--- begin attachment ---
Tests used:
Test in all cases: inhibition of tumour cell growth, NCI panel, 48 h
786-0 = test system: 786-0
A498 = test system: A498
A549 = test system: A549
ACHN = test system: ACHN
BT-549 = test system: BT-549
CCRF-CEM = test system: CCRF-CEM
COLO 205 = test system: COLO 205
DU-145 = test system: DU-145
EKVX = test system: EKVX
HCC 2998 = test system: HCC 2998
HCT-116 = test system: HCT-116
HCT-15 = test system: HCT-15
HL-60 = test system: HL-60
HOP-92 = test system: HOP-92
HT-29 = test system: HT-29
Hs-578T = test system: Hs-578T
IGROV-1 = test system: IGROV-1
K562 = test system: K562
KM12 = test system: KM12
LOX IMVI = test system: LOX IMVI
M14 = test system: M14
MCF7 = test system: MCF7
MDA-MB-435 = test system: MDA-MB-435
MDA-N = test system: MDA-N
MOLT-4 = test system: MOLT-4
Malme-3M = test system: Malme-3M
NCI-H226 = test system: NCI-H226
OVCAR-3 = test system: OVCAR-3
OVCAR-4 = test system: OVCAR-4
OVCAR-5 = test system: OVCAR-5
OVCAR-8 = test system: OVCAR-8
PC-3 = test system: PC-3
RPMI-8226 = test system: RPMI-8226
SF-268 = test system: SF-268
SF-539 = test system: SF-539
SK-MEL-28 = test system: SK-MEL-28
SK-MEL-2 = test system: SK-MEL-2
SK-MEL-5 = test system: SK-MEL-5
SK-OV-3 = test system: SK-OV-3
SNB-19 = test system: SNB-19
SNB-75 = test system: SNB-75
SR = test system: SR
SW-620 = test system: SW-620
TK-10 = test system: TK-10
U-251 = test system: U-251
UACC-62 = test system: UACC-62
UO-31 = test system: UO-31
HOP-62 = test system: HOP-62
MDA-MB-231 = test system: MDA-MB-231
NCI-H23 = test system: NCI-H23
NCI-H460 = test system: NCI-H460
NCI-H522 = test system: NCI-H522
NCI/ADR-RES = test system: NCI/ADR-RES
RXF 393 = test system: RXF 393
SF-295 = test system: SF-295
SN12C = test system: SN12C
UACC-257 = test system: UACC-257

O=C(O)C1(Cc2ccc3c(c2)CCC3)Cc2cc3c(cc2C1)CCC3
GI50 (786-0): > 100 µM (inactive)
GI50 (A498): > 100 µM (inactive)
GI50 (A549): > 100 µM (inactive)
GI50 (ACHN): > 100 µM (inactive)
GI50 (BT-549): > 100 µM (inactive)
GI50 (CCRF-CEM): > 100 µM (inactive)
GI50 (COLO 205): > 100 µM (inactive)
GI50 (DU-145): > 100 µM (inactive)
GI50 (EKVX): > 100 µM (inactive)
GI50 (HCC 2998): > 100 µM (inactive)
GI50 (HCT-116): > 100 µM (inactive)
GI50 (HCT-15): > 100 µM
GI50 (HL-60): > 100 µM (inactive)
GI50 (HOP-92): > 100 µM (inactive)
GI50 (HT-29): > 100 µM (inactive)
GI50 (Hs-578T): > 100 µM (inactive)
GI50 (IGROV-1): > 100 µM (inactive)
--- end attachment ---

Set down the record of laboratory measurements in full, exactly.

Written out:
Tests used:
Test in all cases: inhibition of tumour cell growth, NCI panel, 48 h
786-0 = test system: 786-0
A498 = test system: A498
A549 = test system: A549
ACHN = test system: ACHN
BT-549 = test system: BT-549
CCRF-CEM = test system: CCRF-CEM
COLO 205 = test system: COLO 205
DU-145 = test system: DU-145
EKVX = test system: EKVX
HCC 2998 = test system: HCC 2998
HCT-116 = test system: HCT-116
HCT-15 = test system: HCT-15
HL-60 = test system: HL-60
HOP-92 = test system: HOP-92
HT-29 = test system: HT-29
Hs-578T = test system: Hs-578T
IGROV-1 = test system: IGROV-1
K562 = test system: K562
KM12 = test system: KM12
LOX IMVI = test system: LOX IMVI
M14 = test system: M14
MCF7 = test system: MCF7
MDA-MB-435 = test system: MDA-MB-435
MDA-N = test system: MDA-N
MOLT-4 = test system: MOLT-4
Malme-3M = test system: Malme-3M
NCI-H226 = test system: NCI-H226
OVCAR-3 = test system: OVCAR-3
OVCAR-4 = test system: OVCAR-4
OVCAR-5 = test system: OVCAR-5
OVCAR-8 = test system: OVCAR-8
PC-3 = test system: PC-3
RPMI-8226 = test system: RPMI-8226
SF-268 = test system: SF-268
SF-539 = test system: SF-539
SK-MEL-28 = test system: SK-MEL-28
SK-MEL-2 = test system: SK-MEL-2
SK-MEL-5 = test system: SK-MEL-5
SK-OV-3 = test system: SK-OV-3
SNB-19 = test system: SNB-19
SNB-75 = test system: SNB-75
SR = test system: SR
SW-620 = test system: SW-620
TK-10 = test system: TK-10
U-251 = test system: U-251
UACC-62 = test system: UACC-62
UO-31 = test system: UO-31
HOP-62 = test system: HOP-62
MDA-MB-231 = test system: MDA-MB-231
NCI-H23 = test system: NCI-H23
NCI-H460 = test system: NCI-H460
NCI-H522 = test system: NCI-H522
NCI/ADR-RES = test system: NCI/ADR-RES
RXF 393 = test system: RXF 393
SF-295 = test system: SF-295
SN12C = test system: SN12C
UACC-257 = test system: UACC-257

O=C(O)C1(Cc2ccc3c(c2)CCC3)Cc2cc3c(cc2C1)CCC3
GI50 (786-0): > 100 µM (inactive)
GI50 (A498): > 100 µM (inactive)
GI50 (A549): > 100 µM (inactive)
GI50 (ACHN): > 100 µM (inactive)
GI50 (BT-549): > 100 µM (inactive)
GI50 (CCRF-CEM): > 100 µM (inactive)
GI50 (COLO 205): > 100 µM (inactive)
GI50 (DU-145): > 100 µM (inactive)
GI50 (EKVX): > 100 µM (inactive)
GI50 (HCC 2998): > 100 µM (inactive)
GI50 (HCT-116): > 100 µM (inactive)
GI50 (HCT-15): > 100 µM
GI50 (HL-60): > 100 µM (inactive)
GI50 (HOP-92): > 100 µM (inactive)
GI50 (HT-29): > 100 µM (inactive)
GI50 (Hs-578T): > 100 µM (inactive)
GI50 (IGROV-1): > 100 µM (inactive)